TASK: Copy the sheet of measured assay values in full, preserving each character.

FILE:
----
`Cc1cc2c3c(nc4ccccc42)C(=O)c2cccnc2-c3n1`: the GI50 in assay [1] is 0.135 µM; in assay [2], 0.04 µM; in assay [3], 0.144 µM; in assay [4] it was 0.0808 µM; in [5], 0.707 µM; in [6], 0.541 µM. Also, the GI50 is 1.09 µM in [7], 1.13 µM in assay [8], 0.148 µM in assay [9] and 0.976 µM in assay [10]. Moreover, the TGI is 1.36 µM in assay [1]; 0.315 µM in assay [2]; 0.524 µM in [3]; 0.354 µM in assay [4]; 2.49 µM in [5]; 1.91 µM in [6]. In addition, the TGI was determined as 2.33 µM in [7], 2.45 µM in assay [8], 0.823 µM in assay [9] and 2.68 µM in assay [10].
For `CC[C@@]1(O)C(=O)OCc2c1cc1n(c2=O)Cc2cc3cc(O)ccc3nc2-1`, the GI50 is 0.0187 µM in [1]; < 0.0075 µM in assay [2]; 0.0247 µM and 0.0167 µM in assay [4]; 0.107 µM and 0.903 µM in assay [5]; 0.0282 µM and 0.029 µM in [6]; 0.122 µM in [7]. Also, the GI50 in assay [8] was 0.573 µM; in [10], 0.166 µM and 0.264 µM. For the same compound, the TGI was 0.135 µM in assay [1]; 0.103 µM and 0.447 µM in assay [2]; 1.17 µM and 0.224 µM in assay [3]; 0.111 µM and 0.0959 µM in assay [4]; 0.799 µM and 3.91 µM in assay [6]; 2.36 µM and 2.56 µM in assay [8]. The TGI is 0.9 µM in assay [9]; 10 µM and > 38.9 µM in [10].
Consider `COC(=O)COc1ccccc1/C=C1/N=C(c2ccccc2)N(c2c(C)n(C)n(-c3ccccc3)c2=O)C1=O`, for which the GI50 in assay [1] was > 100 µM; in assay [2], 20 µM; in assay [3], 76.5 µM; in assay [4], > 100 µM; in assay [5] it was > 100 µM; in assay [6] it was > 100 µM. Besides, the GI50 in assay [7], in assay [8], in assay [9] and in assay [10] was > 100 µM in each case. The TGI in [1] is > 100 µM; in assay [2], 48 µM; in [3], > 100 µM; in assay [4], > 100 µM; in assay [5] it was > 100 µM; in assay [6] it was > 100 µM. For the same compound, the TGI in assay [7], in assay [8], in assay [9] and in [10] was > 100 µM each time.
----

`Cc1cc2c3c(nc4ccccc42)C(=O)c2cccnc2-c3n1`: the GI50 in assay [1] is 0.135 µM; in assay [2], 0.04 µM; in assay [3], 0.144 µM; in assay [4] it was 0.0808 µM; in [5], 0.707 µM; in [6], 0.541 µM. Also, the GI50 is 1.09 µM in [7], 1.13 µM in assay [8], 0.148 µM in assay [9] and 0.976 µM in assay [10]. Moreover, the TGI is 1.36 µM in assay [1]; 0.315 µM in assay [2]; 0.524 µM in [3]; 0.354 µM in assay [4]; 2.49 µM in [5]; 1.91 µM in [6]. In addition, the TGI was determined as 2.33 µM in [7], 2.45 µM in assay [8], 0.823 µM in assay [9] and 2.68 µM in assay [10].
For `CC[C@@]1(O)C(=O)OCc2c1cc1n(c2=O)Cc2cc3cc(O)ccc3nc2-1`, the GI50 is 0.0187 µM in [1]; < 0.0075 µM in assay [2]; 0.0247 µM and 0.0167 µM in assay [4]; 0.107 µM and 0.903 µM in assay [5]; 0.0282 µM and 0.029 µM in [6]; 0.122 µM in [7]. Also, the GI50 in assay [8] was 0.573 µM; in [10], 0.166 µM and 0.264 µM. For the same compound, the TGI was 0.135 µM in assay [1]; 0.103 µM and 0.447 µM in assay [2]; 1.17 µM and 0.224 µM in assay [3]; 0.111 µM and 0.0959 µM in assay [4]; 0.799 µM and 3.91 µM in assay [6]; 2.36 µM and 2.56 µM in assay [8]. The TGI is 0.9 µM in assay [9]; 10 µM and > 38.9 µM in [10].
Consider `COC(=O)COc1ccccc1/C=C1/N=C(c2ccccc2)N(c2c(C)n(C)n(-c3ccccc3)c2=O)C1=O`, for which the GI50 in assay [1] was > 100 µM; in assay [2], 20 µM; in assay [3], 76.5 µM; in assay [4], > 100 µM; in assay [5] it was > 100 µM; in assay [6] it was > 100 µM. Besides, the GI50 in assay [7], in assay [8], in assay [9] and in assay [10] was > 100 µM in each case. The TGI in [1] is > 100 µM; in assay [2], 48 µM; in [3], > 100 µM; in assay [4], > 100 µM; in assay [5] it was > 100 µM; in assay [6] it was > 100 µM. For the same compound, the TGI in assay [7], in assay [8], in assay [9] and in [10] was > 100 µM each time.